You Sure You’re in the Faith?

“Examine yourselves as to whether you are in the faith. Test yourselves. Do you not know yourselves that Jesus Christ is in you? – unless indeed you are disqualified”. (II Cor. 13:5) Are you disqualified? Have you done enough, behaved good enough? Many infer that you are to look to your good works and righteous living to prove (to yourself and others, I guess) that you are indeed saved (Qualified). But questions arise; “How many good works do you have to do and how righteous do you have to be?” How does one measure those things?

I wrote about this verse in my book, Assurance of Heaven. Following is an excerpt from the chapter explaining the proper interpretation that will help those who have believed in Christ to be secure in their faith.

Understanding II Corinthians 13:3

‘At one time, I used this verse out of context. “Examine yourselves as to whether you are in the faith.” In other words, make sure you are persevering as evidence you are a “true” believer. A fellow brother in the Lord told me that he tells his adult children this. But, how many times do you have to examine yourself to conclude you are indeed in the kingdom? It seems to me that a better solution would be to have a conversation about the Lord. In doing so, it would be easier to know what they have trusted to save from the penalty of sin. If they have placed their faith in the person and work of Christ, then it would be better to reassure them that they are saved, because Jesus says they are. “Most assuredly, I say to you, he who believes in Me has everlasting life” (John 6:47).

When well-meaning folks tell others to examine themselves, they are only training them to look at their works (religious activity) and behavior. This results in only two possibilities. I am in because I think I’m a good person, or I am not because I’m not living righteously enough. It leads to the road of self-righteousness or the road of despair. In my case, it could have led me to despair, except that I weaved through all the erroneous teaching by comparing it to God’s Word. In the end, examining your works doesn’t get to the heart of the issue. When it comes to being delivered from the penalty of sin, has one believed on the Lord Jesus Christ? That is the issue.

No one is ever told in Scripture to look at your works to determine whether you’re saved or not. (Not even in the book of James as we will see in Chapter 14.) It may be good for believers to do so to determine whether they are in fellowship with the Lord. Do I need to confess some sinful way and forsake it, to be delivered from the power of sin, so that I am glorifying God with my life and have his hand of blessing on me? That should be a continual practice, but not to determine whether one is saved or not from the penalty of sin.

So what does this verse mean? Well, first of all, trying to understand any verse out of context will usually lead you to a wrong understanding. The background here is that the Corinthian church questioned the proof of Christ speaking in the apostle (2 Cor. 13:3). In the three chapters before this, he is defending his apostleship (10-12). He appeals to the signs of a true apostle that were accomplished among them, “in signs and wonders and mighty deeds” (2 Cor. 12:12).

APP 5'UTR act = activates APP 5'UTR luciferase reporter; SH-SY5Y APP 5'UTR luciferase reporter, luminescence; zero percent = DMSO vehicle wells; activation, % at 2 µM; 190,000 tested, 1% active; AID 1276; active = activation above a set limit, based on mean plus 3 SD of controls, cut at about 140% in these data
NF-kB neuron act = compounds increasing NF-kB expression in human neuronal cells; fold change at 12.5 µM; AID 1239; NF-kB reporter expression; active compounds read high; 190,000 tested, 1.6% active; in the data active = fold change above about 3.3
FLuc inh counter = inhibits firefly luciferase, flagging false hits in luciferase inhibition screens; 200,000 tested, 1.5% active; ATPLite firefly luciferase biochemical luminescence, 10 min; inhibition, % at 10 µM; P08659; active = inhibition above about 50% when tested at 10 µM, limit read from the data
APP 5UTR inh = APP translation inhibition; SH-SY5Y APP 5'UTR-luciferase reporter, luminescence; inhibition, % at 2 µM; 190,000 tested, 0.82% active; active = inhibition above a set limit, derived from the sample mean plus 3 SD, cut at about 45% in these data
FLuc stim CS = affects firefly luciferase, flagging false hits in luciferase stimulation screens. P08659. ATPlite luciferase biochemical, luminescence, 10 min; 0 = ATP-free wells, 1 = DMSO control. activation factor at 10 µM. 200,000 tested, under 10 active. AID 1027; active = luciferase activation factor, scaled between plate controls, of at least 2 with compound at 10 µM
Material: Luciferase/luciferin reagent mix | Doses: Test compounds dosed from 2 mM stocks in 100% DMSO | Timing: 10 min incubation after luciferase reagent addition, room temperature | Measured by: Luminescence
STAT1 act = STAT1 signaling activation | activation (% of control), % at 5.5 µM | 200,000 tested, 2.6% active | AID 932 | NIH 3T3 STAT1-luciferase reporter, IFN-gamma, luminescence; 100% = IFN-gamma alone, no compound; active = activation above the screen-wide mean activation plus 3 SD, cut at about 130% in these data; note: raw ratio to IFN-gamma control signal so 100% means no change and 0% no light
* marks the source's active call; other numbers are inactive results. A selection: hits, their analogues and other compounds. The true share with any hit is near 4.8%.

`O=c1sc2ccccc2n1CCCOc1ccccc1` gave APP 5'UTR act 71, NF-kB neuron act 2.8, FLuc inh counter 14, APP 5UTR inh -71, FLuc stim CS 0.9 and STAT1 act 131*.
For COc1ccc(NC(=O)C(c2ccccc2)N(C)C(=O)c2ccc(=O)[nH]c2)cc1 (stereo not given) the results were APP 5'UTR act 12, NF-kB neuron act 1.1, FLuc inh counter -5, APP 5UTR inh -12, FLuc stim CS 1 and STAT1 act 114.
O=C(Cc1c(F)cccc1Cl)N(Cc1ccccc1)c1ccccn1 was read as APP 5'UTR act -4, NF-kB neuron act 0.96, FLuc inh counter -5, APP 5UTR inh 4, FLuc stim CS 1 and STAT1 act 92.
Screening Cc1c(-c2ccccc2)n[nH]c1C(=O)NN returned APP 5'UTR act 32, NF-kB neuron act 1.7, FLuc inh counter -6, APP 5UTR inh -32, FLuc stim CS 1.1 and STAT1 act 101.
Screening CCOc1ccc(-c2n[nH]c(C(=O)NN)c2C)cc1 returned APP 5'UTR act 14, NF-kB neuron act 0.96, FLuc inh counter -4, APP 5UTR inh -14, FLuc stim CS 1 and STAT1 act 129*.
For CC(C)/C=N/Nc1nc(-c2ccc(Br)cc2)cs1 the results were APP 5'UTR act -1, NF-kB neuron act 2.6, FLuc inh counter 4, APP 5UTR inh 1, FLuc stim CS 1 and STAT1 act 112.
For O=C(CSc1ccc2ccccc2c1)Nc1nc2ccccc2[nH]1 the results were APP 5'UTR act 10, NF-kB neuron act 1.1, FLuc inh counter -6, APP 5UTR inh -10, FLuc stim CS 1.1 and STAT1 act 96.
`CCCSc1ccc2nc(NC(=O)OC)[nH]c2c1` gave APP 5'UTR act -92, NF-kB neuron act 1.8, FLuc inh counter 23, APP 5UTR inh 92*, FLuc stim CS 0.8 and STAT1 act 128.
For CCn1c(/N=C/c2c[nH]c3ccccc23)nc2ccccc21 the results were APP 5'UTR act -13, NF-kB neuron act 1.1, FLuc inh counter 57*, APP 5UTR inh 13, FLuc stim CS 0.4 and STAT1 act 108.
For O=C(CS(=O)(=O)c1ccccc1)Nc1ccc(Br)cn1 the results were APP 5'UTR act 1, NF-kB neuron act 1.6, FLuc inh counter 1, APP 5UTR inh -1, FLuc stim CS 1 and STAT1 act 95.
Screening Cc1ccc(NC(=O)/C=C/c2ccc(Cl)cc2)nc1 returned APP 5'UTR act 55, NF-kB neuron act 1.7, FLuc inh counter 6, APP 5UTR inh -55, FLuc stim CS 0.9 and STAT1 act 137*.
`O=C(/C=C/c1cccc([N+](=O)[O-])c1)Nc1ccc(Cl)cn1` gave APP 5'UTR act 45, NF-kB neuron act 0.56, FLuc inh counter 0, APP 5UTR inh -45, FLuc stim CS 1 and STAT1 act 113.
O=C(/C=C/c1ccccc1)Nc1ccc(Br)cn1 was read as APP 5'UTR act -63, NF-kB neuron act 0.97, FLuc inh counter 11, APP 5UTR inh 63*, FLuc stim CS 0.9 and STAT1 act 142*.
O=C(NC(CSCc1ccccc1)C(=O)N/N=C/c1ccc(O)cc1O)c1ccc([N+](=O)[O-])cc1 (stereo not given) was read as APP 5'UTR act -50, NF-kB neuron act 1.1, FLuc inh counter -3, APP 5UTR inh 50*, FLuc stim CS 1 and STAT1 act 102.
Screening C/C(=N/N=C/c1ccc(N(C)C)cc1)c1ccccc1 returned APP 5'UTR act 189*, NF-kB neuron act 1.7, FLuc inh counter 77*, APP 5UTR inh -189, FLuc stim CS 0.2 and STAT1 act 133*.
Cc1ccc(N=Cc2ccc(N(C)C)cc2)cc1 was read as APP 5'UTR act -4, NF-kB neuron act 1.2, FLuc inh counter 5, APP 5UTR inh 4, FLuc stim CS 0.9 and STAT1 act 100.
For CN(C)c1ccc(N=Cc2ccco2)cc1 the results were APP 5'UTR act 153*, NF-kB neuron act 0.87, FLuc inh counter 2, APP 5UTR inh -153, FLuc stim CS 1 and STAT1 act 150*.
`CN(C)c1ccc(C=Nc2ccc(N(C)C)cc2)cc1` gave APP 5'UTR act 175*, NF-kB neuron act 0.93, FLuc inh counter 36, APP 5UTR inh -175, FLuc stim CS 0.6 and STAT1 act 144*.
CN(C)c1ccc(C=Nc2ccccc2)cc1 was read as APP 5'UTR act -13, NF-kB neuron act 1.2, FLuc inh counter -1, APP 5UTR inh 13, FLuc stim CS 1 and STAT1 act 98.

Back in chapter three, he wrote they were “an epistle of Christ, ministered by us, written not with ink but by the Spirit of God, not on tablets of stone but on tablets of flesh, that is, the heart” (v. 3). From this you can see the apostle is not questioning the sincerity of their salvation. However, they questioned his authority to speak on behalf of Christ: “since you seek a proof of Christ speaking in me” (2 Cor. 13:3).

He tells them to examine themselves to see whether they were in the faith. If they answer yes, then they are the proof that Christ is speaking in the apostle, because Christ saved them through Paul’s ministry of the gospel (Acts 18:1-11). Thomas Stegall points out, according to the grammar of the verse, Paul assumes the Corinthians are not “disqualified,” but are truly “in the faith” and “Christ is in [them].” In other words, the apostle expected them to respond positively that they were in the faith. Thus, ironically by affirming they were saved, they were also affirming the truth and proof that Christ was speaking in the apostle.’

This verse has nothing to do with looking at your performance to judge whether you are in the faith. Anyone who has believed on the Lord Jesus Christ is saved and has eternal life.

“For by grace you have been saved through faith, and that not of yourselves, it is the gift of God, not of works, lest anyone should boast.” (Ephesians 2:8, 9)

Find out more about your security in Christ

Find out more about the book, Assurance of Heaven. It weaves through common erroneous teaching today that causes believers to doubt their salvation.

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